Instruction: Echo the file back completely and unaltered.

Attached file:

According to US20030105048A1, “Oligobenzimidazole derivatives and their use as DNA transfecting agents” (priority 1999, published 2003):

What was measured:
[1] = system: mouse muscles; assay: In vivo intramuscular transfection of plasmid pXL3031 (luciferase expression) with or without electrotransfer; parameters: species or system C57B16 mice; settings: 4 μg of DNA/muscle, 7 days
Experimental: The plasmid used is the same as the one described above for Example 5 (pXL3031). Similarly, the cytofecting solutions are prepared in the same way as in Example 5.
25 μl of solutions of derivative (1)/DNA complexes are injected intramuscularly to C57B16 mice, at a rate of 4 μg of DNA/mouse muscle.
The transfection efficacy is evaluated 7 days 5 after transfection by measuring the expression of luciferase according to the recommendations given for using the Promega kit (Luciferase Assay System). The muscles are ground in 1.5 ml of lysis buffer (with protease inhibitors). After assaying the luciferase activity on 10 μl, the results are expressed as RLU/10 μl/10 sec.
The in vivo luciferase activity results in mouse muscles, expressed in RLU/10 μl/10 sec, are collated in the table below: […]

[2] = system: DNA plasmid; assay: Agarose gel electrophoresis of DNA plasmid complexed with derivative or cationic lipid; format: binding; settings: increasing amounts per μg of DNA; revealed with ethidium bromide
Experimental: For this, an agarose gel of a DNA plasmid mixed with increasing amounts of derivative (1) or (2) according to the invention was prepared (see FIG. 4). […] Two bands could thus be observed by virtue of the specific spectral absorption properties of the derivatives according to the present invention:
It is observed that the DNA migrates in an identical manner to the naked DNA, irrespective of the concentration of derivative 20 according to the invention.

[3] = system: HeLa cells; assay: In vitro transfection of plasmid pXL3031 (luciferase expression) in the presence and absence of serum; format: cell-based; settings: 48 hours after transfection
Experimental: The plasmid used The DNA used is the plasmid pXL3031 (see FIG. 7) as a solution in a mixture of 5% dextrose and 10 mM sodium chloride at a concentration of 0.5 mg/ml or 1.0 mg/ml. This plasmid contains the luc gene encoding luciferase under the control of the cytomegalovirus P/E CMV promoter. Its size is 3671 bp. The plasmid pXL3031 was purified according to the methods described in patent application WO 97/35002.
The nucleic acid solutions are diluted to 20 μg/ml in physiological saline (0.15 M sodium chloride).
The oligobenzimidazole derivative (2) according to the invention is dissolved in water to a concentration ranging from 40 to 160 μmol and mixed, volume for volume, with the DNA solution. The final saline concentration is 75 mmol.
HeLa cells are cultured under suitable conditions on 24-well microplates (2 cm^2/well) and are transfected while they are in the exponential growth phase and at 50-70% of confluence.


According to US20030105048A1, “Oligobenzimidazole derivatives and their use as DNA transfecting agents” (priority 1999, published 2003):

What was measured:
[1] = system: mouse muscles; assay: In vivo intramuscular transfection of plasmid pXL3031 (luciferase expression) with or without electrotransfer; parameters: species or system C57B16 mice; settings: 4 μg of DNA/muscle, 7 days
Experimental: The plasmid used is the same as the one described above for Example 5 (pXL3031). Similarly, the cytofecting solutions are prepared in the same way as in Example 5.
25 μl of solutions of derivative (1)/DNA complexes are injected intramuscularly to C57B16 mice, at a rate of 4 μg of DNA/mouse muscle.
The transfection efficacy is evaluated 7 days 5 after transfection by measuring the expression of luciferase according to the recommendations given for using the Promega kit (Luciferase Assay System). The muscles are ground in 1.5 ml of lysis buffer (with protease inhibitors). After assaying the luciferase activity on 10 μl, the results are expressed as RLU/10 μl/10 sec.
The in vivo luciferase activity results in mouse muscles, expressed in RLU/10 μl/10 sec, are collated in the table below: […]

[2] = system: DNA plasmid; assay: Agarose gel electrophoresis of DNA plasmid complexed with derivative or cationic lipid; format: binding; settings: increasing amounts per μg of DNA; revealed with ethidium bromide
Experimental: For this, an agarose gel of a DNA plasmid mixed with increasing amounts of derivative (1) or (2) according to the invention was prepared (see FIG. 4). […] Two bands could thus be observed by virtue of the specific spectral absorption properties of the derivatives according to the present invention:
It is observed that the DNA migrates in an identical manner to the naked DNA, irrespective of the concentration of derivative 20 according to the invention.

[3] = system: HeLa cells; assay: In vitro transfection of plasmid pXL3031 (luciferase expression) in the presence and absence of serum; format: cell-based; settings: 48 hours after transfection
Experimental: The plasmid used The DNA used is the plasmid pXL3031 (see FIG. 7) as a solution in a mixture of 5% dextrose and 10 mM sodium chloride at a concentration of 0.5 mg/ml or 1.0 mg/ml. This plasmid contains the luc gene encoding luciferase under the control of the cytomegalovirus P/E CMV promoter. Its size is 3671 bp. The plasmid pXL3031 was purified according to the methods described in patent application WO 97/35002.
The nucleic acid solutions are diluted to 20 μg/ml in physiological saline (0.15 M sodium chloride).
The oligobenzimidazole derivative (2) according to the invention is dissolved in water to a concentration ranging from 40 to 160 μmol and mixed, volume for volume, with the DNA solution. The final saline concentration is 75 mmol.
HeLa cells are cultured under suitable conditions on 24-well microplates (2 cm^2/well) and are transfected while they are in the exponential growth phase and at 50-70% of confluence.